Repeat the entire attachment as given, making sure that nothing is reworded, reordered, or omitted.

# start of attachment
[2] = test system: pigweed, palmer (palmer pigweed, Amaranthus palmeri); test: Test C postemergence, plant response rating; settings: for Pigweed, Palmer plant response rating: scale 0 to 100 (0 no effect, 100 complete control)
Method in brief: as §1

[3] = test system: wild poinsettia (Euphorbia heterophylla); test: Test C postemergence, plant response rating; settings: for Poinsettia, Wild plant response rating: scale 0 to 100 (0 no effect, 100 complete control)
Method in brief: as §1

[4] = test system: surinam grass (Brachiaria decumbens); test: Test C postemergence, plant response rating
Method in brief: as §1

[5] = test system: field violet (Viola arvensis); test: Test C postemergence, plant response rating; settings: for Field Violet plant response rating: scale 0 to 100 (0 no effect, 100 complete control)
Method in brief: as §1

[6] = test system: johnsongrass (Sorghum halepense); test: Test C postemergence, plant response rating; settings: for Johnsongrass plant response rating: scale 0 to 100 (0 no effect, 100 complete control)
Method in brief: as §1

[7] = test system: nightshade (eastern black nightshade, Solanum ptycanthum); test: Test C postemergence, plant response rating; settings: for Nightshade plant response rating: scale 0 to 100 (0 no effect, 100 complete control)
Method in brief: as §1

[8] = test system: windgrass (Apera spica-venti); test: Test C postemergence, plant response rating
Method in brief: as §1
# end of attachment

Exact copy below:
[2] = test system: pigweed, palmer (palmer pigweed, Amaranthus palmeri); test: Test C postemergence, plant response rating; settings: for Pigweed, Palmer plant response rating: scale 0 to 100 (0 no effect, 100 complete control)
Method in brief: as §1

[3] = test system: wild poinsettia (Euphorbia heterophylla); test: Test C postemergence, plant response rating; settings: for Poinsettia, Wild plant response rating: scale 0 to 100 (0 no effect, 100 complete control)
Method in brief: as §1

[4] = test system: surinam grass (Brachiaria decumbens); test: Test C postemergence, plant response rating
Method in brief: as §1

[5] = test system: field violet (Viola arvensis); test: Test C postemergence, plant response rating; settings: for Field Violet plant response rating: scale 0 to 100 (0 no effect, 100 complete control)
Method in brief: as §1

[6] = test system: johnsongrass (Sorghum halepense); test: Test C postemergence, plant response rating; settings: for Johnsongrass plant response rating: scale 0 to 100 (0 no effect, 100 complete control)
Method in brief: as §1

[7] = test system: nightshade (eastern black nightshade, Solanum ptycanthum); test: Test C postemergence, plant response rating; settings: for Nightshade plant response rating: scale 0 to 100 (0 no effect, 100 complete control)
Method in brief: as §1

[8] = test system: windgrass (Apera spica-venti); test: Test C postemergence, plant response rating
Method in brief: as §1